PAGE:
Behrens v. Pelletier
Annotate this Case
516 U.S. 299 (1996)
- Syllabus |
OCTOBER TERM, 1995
BEHRENS v. PELLETIER
CERTIORARI TO THE UNITED STATES COURT OF APPEALS FOR THE NINTH CIRCUIT
No. 94-1244. Argued November 7, 1995-Decided February 21, 1996
Respondent was fired as provisional managing officer of Pioneer Savings and Loan Association after petitioner, the federal official responsible for monitoring Pioneer's operations, recommended such action because respondent was under investigation for potential misconduct relating to the collapse of another financial institution. Respondent filed this suit, seeking, inter alia, damages for alleged constitutional wrongs under Bivens v. Six Unknown Fed. Narcotics Agents, 403 U. S. 388. In partially denying petitioner's motion to dismiss the Bivens claims, the District Court rejected petitioner's asserted defense of qualified immunity from suit. On appeal, the Ninth Circuit held that denial of qualified immunity is an immediately appealable "final" decision under 28 U. S. C. § 1291 and Cohen v. Beneficial Industrial Loan Corp., 337 U. S. 541, but also stated, in dictum, that an official claiming qualified immunity is entitled to only one such pretrial appeal. Ultimately, the court affirmed the District Court's rejection of petitioner's qualified-immunity defense, based on the allegations made in respondent's complaint. On remand and after further proceedings, the District Court denied petitioner's motion for summary judgment, which again claimed qualified immunity. Petitioner's appeal from that denial, his second pretrial appeal based on a rejection of the qualified-immunity defense, was summarily dismissed by the Ninth Circuit "for lack of jurisdiction."
Held: A defendant's immediate appeal of an unfavorable qualified-immunity ruling on a motion to dismiss does not deprive the court of appeals of jurisdiction over a second appeal, also based on qualified immunity, immediately following denial of summary judgment. Pp. 305-314.
(a) The Ninth Circuit's one-interlocutory-appeal rule is rejected. In Mitchell v. Forsyth, 472 U. S. 511, 530, this Court held that a district court's denial of qualified immunity is an immediately appealable "final decision" within the meaning of 28 U. S. C. § 1291. Mitchell plainly contemplated that a government officer could raise the qualified-immunity defense at both the motion-to-dismiss and the summary-judgment stage, see 472 U. S., at 526, and clearly establishes that an order rejecting the defense at either stage is a "final" judgment subject to immediate appeal. An unsuccessful appeal from denial of a motion to dismiss cannot possibly render the later denial of a motion for summary judgment any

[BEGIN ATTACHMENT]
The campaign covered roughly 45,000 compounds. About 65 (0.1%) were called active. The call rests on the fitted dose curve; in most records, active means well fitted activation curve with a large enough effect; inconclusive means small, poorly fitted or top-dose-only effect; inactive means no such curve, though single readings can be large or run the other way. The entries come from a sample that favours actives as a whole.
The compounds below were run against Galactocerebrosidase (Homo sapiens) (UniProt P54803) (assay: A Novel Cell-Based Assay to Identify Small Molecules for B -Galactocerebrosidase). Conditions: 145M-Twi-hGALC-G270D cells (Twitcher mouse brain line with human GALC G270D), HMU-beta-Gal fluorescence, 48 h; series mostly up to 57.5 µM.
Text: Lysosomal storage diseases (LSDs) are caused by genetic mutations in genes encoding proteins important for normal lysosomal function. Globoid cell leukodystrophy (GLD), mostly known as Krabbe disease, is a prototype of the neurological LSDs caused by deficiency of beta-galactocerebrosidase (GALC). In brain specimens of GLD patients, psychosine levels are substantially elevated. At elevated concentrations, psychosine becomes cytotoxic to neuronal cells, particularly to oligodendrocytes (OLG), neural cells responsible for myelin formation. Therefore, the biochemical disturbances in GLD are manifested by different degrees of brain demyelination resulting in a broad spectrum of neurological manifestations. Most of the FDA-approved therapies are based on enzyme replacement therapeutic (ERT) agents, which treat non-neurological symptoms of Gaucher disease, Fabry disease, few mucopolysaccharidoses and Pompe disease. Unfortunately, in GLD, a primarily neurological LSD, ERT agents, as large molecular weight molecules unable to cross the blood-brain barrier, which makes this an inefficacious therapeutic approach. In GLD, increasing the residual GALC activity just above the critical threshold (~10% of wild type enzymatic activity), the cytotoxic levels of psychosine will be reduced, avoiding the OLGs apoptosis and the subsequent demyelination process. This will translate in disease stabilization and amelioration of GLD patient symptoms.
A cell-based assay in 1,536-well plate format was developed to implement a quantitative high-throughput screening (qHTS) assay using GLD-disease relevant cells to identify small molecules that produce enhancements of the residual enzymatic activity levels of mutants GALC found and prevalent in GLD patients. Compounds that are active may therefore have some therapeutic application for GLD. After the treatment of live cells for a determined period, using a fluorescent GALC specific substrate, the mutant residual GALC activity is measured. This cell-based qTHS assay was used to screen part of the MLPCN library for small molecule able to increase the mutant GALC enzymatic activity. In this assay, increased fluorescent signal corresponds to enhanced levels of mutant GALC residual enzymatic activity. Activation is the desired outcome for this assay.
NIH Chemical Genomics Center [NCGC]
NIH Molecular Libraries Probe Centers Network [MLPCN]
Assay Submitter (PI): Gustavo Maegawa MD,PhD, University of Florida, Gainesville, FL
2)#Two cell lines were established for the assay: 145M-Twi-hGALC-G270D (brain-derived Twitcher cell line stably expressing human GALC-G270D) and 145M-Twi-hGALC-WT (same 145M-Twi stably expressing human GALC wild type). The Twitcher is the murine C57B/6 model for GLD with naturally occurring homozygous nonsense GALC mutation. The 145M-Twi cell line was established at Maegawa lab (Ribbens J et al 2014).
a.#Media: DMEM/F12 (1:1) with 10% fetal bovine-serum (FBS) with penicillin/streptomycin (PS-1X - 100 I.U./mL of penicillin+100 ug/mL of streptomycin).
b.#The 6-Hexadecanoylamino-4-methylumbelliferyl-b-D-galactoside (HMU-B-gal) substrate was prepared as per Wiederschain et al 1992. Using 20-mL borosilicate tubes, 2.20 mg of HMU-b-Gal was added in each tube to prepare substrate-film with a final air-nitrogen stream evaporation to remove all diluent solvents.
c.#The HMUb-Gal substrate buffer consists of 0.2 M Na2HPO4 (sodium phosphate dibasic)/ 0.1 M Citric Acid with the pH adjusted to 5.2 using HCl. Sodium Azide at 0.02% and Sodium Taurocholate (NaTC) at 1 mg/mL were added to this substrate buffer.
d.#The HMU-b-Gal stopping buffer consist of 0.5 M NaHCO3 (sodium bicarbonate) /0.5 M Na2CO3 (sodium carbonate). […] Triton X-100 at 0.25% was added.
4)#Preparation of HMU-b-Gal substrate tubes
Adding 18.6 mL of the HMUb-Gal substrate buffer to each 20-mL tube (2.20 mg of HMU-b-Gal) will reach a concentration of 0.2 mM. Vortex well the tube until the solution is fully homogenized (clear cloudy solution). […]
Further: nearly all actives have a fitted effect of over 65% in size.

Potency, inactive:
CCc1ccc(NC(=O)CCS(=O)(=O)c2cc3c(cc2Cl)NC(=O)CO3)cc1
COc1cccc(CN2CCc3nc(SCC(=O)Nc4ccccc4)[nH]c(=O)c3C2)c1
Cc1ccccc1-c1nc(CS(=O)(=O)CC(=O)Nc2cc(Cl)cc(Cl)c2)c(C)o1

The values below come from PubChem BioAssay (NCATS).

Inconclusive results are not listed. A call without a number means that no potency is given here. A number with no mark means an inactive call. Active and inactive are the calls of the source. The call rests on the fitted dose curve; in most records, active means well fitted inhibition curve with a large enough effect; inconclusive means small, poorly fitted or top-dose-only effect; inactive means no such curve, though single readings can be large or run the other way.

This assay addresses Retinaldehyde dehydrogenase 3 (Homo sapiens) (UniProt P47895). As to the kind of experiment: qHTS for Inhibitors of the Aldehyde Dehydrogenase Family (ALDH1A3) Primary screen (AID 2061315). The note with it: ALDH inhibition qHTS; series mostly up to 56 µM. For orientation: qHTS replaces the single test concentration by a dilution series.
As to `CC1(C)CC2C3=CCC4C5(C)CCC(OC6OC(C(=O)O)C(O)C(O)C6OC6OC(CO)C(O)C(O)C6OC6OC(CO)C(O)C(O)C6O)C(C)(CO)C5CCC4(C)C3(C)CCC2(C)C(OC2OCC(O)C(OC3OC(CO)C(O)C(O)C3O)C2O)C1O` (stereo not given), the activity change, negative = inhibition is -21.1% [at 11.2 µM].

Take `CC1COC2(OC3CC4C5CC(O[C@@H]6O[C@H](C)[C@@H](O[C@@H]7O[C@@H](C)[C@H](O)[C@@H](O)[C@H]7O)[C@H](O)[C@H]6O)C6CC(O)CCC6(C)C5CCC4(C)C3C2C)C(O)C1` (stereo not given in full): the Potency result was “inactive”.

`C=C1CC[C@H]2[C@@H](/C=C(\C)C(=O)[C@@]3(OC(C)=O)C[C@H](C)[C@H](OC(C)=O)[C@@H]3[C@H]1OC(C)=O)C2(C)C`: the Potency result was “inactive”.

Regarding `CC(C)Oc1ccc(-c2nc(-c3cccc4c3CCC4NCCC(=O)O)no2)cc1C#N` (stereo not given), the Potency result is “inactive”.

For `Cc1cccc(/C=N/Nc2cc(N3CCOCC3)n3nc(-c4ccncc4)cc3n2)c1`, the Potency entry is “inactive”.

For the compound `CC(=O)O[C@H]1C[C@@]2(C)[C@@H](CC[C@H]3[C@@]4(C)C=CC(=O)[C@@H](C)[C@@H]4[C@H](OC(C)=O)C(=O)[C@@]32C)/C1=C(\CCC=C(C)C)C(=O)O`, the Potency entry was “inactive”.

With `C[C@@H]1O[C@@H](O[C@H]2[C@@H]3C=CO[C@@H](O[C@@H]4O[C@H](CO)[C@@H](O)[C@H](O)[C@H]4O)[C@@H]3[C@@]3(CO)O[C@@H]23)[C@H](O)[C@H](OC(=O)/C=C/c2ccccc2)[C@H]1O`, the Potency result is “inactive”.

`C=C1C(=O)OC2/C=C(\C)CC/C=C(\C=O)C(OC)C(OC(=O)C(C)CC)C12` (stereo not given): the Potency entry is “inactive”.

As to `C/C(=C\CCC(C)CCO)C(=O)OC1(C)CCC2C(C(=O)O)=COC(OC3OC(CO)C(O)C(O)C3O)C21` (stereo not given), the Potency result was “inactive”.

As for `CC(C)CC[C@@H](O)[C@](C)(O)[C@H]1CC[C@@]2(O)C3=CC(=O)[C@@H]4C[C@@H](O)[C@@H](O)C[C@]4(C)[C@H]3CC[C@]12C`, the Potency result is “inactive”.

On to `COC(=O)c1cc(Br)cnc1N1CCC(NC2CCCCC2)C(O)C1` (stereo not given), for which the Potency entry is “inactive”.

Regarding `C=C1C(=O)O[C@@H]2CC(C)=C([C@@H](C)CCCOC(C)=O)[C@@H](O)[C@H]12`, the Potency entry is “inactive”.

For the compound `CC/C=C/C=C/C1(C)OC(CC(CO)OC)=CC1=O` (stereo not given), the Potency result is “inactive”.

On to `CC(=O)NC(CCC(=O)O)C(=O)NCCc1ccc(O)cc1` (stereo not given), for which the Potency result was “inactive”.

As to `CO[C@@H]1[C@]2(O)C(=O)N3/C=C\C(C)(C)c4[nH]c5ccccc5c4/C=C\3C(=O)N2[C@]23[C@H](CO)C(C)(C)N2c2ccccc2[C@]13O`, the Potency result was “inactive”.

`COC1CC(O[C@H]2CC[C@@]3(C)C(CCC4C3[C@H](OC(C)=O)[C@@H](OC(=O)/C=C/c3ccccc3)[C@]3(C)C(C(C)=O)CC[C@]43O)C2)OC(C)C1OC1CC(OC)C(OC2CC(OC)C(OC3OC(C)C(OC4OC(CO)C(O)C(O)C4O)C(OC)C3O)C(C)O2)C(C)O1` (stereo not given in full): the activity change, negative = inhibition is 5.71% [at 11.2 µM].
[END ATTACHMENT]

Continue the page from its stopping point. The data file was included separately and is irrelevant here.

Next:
less "final" than it would be absent the prior decision. It follows that petitioner's appeal seeks review of a "final decision" within § 1291 and that its dismissal by the Court of Appeals was improper. The Ninth Circuit's proposition that no more than one judiciously timed appeal should be necessary to safeguard a defendant's right to qualified immunity is unsound, because the factors determinative of the qualified-immunity question will be different on summary judgment, where the court looks to the uncontested evidence, than on an earlier motion to dismiss, where it merely looks to the allegations of the complaint. pp.305-311.
(b) Respondent's additional arguments as to why dismissal was proper-(l) that the order denying qualified immunity could not be said to be "final" under Cohen since, even if it were to be reversed, petitioner would nonetheless be required to endure discovery and trial on other matters, and (2) that, under Johnson v. Jones, 515 U. S. 304, the denial of summary judgment is not immediately appealable because it rests on the determination that a genuine dispute exists as to material issues of fact-are also rejected. Pp.311-313.
Reversed and remanded.
SCALIA, J., delivered the opinion of the Court, in which REHNQUIST, C. J., and O'CONNOR, KENNEDY, SOUTER, THOMAS, and GINSBURG, JJ., joined. BREYER, J., filed a dissenting opinion, in which STEVENS, J., joined, post, p. 314.
Lenard G. Weiss argued the cause for petitioner. With him on the briefs was Christine A. Murphy.
Cornelia T. L. Pillard argued the cause for the United States as amicus curiae urging reversal. With her on the brief were Solicitor General Days, Assistant Attorney General Hunger, Deputy Solicitor General Bender, Barbara L. Herwig, and Richard A. Olderman.
Samuel T. Rees, by appointment of the Court, 515 U. S. 1101, argued the cause for respondent. With him on the brief was Michael J. White. *
* Louise H. Renne, Dennis Aftergut, G. Scott Emblidge, Ronald R. Ball, David J. Erwin, J. Kenneth Brown, Norman Herring, Edward J. Foley, Charles J. Williams, James K. Hahn, Katherine J. Hamilton, Gregory P. Priamos, Edward J. Cooper, Rene Auguste Chouteau, Mark G. Sellers, David B. Brearley, and Robert E. Murphy filed a brief for the City and County of San Francisco as amicus curiae urging reversal.